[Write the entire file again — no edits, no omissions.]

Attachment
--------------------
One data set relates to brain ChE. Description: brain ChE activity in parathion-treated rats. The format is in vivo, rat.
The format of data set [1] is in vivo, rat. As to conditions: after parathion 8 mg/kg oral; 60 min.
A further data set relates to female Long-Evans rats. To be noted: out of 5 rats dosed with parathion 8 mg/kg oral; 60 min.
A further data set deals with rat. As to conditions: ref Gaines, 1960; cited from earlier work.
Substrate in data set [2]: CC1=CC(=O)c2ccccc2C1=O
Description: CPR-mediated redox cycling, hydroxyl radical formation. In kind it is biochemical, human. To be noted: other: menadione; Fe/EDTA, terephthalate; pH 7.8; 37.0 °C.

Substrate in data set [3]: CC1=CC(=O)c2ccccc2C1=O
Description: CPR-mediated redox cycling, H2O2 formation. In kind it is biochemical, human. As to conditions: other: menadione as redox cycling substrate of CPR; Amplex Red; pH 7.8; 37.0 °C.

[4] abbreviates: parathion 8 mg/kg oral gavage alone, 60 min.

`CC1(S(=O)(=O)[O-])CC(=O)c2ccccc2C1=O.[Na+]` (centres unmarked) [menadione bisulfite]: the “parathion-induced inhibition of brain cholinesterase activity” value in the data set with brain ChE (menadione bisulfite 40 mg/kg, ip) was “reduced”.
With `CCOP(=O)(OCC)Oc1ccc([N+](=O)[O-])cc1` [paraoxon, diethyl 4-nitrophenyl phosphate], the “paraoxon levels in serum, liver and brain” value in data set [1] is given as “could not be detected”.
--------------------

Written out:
One data set relates to brain ChE. Description: brain ChE activity in parathion-treated rats. The format is in vivo, rat.
The format of data set [1] is in vivo, rat. As to conditions: after parathion 8 mg/kg oral; 60 min.
A further data set relates to female Long-Evans rats. To be noted: out of 5 rats dosed with parathion 8 mg/kg oral; 60 min.
A further data set deals with rat. As to conditions: ref Gaines, 1960; cited from earlier work.
Substrate in data set [2]: CC1=CC(=O)c2ccccc2C1=O
Description: CPR-mediated redox cycling, hydroxyl radical formation. In kind it is biochemical, human. To be noted: other: menadione; Fe/EDTA, terephthalate; pH 7.8; 37.0 °C.

Substrate in data set [3]: CC1=CC(=O)c2ccccc2C1=O
Description: CPR-mediated redox cycling, H2O2 formation. In kind it is biochemical, human. As to conditions: other: menadione as redox cycling substrate of CPR; Amplex Red; pH 7.8; 37.0 °C.

[4] abbreviates: parathion 8 mg/kg oral gavage alone, 60 min.

`CC1(S(=O)(=O)[O-])CC(=O)c2ccccc2C1=O.[Na+]` (centres unmarked) [menadione bisulfite]: the “parathion-induced inhibition of brain cholinesterase activity” value in the data set with brain ChE (menadione bisulfite 40 mg/kg, ip) was “reduced”.
With `CCOP(=O)(OCC)Oc1ccc([N+](=O)[O-])cc1` [paraoxon, diethyl 4-nitrophenyl phosphate], the “paraoxon levels in serum, liver and brain” value in data set [1] is given as “could not be detected”.